Burke’s Law XI: The Lion Sleeps Tonight

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By Elizabeth Burke
Special to the Clyde Fitch Report

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The passing of Senator Edward Moore Kennedy brings to an end an era of politics that we may never see again. His was an era of bipartisan friendships, collaboration with opposing political ideologues and true joy in legislating. Say what you will about his personal failings: this was a man who cared very deeply about this country and the tireless pursuit to help those less fortunate than his storied family.

Sen. Kennedy spent nearly 47 years in the U.S. Senate. His first 10 years were filled with tragedy — two brothers murdered by assassins — and his own personal catastrophe: the death of Mary Jo Kopechne, something compounded by the senator’s unforgivable and disastrous 10-hour silence. Kennedy went on to spend the next 10 years trying to find his place in the Senate and within his family. As the last remaining and youngest son of Joe Kennedy, Sr., he became the family’s de facto patriarch, a mantle that didn’t seem to sit comfortably on his shoulders.

He tried, and spectacularly failed, to become the second president Kennedy, running against the sitting Democratic president, Jimmy Carter, in 1980. But losing the party nomination may have been the best thing that could have happened to him, as it was the turning point in an otherwise less-than-stellar Senate career. Realizing he could never become President — not with his personal problems, including love of the bottle, love of the ladies, the Kopechne death and, in 1982, a highly publicized divorce from his first wife, Joan — he was finally free to become one of the great senators of his time. Without the pressure of constant expectations, Kennedy was free to pursue the causes that really mattered to him.

That is when he truly became the lion of the Senate. Not because he slightly resembled a lion, what with that huge mane of Kennedy hair and free-floating jowls, but because he was as loud as a liberal lion. He became the leading voice for those who cannot speak for themselves. He was the champion of causes that no one else seemed to care about. He put all his passion, drive and sense of what is right into passing legislation that would change the way Americans live forever. He worked tirelessly to pass immigration reform, to increase the minimum wage, to enact the Medicare prescription drug program (heavens! government healthcare! socialism!), to lower the voting age to 18, to pass the Americans with Disabilities Act and Family and Medical Leave Act and the Kennedy-Kassebaum Act, which allows employees to keep health insurance for a time after losing their job.

By not becoming President, Kennedy was free to pursue causes that had a larger impact on how America lives. We as Americans should feel lucky that his presidential failure made the rest of America able to live better more secure lives. The sad note is, of course, that he didn’t live to see healthcare reform get passed. As President Obama said in his eulogy, universal healthcare was the thread that ran through almost all of his legislation.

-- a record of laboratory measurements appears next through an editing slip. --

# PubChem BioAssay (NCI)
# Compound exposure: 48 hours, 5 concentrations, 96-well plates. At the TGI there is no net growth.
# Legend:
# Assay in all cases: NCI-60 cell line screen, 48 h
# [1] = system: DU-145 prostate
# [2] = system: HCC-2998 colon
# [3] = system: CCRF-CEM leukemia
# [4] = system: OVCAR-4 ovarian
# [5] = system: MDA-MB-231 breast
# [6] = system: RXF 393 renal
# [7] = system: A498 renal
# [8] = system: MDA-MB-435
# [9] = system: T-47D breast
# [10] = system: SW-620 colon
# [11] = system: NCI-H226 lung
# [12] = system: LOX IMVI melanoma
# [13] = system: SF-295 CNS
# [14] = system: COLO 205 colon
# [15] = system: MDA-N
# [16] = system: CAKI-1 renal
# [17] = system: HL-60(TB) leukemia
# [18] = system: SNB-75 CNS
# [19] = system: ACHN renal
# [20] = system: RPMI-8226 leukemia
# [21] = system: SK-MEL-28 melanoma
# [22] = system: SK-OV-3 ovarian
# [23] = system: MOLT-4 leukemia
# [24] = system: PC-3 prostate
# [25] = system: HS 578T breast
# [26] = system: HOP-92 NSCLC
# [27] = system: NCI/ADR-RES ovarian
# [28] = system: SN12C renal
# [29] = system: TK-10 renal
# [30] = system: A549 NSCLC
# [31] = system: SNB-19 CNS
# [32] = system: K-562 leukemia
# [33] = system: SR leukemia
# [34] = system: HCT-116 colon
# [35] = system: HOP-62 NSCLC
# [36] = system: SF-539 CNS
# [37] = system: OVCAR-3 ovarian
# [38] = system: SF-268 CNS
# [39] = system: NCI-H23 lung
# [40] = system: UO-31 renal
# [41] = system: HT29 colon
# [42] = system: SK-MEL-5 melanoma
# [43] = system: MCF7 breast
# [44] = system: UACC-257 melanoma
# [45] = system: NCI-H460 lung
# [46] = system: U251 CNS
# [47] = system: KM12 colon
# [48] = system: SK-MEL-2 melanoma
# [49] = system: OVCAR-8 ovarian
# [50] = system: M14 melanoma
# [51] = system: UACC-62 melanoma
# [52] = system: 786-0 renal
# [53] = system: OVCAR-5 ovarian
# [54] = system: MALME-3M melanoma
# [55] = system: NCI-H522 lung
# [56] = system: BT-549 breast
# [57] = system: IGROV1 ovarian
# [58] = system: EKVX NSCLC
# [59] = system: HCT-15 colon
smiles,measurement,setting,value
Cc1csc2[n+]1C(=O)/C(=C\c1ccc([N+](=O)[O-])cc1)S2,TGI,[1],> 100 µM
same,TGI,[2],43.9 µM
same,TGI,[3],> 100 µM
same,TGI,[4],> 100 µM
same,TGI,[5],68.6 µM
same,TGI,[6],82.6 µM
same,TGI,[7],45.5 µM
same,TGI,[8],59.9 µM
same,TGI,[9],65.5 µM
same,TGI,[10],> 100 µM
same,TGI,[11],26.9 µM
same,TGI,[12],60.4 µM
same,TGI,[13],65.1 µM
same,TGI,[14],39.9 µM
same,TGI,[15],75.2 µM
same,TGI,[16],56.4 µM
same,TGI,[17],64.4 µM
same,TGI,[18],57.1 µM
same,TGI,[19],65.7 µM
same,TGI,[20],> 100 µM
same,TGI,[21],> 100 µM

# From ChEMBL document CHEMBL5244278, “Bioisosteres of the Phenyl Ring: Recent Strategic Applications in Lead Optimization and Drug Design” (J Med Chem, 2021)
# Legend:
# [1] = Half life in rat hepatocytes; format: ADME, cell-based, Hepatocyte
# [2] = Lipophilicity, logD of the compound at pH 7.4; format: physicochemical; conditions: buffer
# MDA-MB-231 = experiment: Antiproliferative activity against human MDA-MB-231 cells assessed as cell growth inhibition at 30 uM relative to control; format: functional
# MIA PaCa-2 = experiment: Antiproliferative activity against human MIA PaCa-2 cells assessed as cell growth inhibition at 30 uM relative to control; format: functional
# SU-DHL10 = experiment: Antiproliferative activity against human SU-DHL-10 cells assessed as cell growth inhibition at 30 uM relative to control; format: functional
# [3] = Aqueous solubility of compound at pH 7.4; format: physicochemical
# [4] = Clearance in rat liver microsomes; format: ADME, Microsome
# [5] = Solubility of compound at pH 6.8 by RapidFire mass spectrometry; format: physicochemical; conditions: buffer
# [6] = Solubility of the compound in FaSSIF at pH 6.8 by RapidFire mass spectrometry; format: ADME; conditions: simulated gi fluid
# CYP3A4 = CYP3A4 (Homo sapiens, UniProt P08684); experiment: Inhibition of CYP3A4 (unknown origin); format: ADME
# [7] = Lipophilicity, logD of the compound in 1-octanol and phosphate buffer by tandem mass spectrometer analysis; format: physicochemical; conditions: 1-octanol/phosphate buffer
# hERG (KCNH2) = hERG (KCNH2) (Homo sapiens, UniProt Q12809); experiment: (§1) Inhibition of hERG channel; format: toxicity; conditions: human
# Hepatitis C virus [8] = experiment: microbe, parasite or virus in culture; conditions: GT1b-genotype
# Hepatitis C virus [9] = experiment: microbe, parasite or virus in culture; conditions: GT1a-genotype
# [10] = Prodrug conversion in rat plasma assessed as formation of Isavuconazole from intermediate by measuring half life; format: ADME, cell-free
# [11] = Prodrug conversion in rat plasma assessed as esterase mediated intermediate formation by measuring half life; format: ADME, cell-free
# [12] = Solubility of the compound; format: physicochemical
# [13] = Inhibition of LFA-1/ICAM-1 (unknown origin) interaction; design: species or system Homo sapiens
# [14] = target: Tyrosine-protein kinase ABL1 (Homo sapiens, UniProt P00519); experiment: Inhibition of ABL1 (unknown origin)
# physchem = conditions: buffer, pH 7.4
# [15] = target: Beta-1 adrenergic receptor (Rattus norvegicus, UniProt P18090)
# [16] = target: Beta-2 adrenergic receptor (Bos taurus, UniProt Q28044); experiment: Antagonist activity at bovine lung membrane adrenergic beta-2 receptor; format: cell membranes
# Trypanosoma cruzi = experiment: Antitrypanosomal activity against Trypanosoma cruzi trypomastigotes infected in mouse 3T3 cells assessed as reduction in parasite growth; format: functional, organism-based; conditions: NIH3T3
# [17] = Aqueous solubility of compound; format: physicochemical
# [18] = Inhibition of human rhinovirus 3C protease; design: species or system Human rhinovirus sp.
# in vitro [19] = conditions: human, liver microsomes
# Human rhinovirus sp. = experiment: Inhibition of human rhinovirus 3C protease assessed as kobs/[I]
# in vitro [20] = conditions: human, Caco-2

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His son, Edward Kennedy, Jr., eulogized his father’s belief in perseverance and hard work. He related a story about how, while preparing for races one summer, they were always the last sailboat on the water, still training and working long after the other boats returned to the shore. When he asked why they were always the last boat out, his father said, “Teddy, you see, most of the other sailors that we race against are smarter and more talented than we are. But the reason but the reason why we’re going to win is that we will work harder than them, and we will be better prepared.” Those words struck a chord in me, as most of us are not the smartest or most talented. There is nothing we can’t accomplish with enough hard work and more hard work. The end result is always so much more rewarding.

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Through his great love of life and through his huge heart he forged friendships with the most unlikely politicians, such as the uber-conservative Utah Sen. Orrin Hatch. His friendships were never about politics, but about the person — that’s why Kennedy passed over 1,000 bills, 300 of which he wrote, in the Republican and Democratic-controlled Congresses. He never cared who ultimately took credit as long as business got done. This type of friendly personal relationships with political adversaries may have come to an end with Kennedy’s passing. Long gone now are the days when politicians’ kids went to school together, when weekends were spent with dinners, parties and enjoying each other’s company, when politics were left on the Hill until Monday.

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Kennedy’s legacy will not only be the remarkable legislation he created, but the power of redemption. We are all flawed. We all make choices we later regret. But we know we can learn and grow, and even as we falter, we can stand up straight and keep going. We can take our mistakes and learn to do better — to be better, kinder, more understanding. Each of us, even in our darkest moments, can realize we have been given an opportunity to make a conscious decision to turn our lives around, to persevere, to never give up. That’s the message I will take away from the last lion of the Senate. May he finally rest in peace.

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Elizabeth Burke, a New York-based actor, has been involved in politics since her first campaign at age 16. Burke’s Law does not necessarily represent the views of The Clyde Fitch Report.

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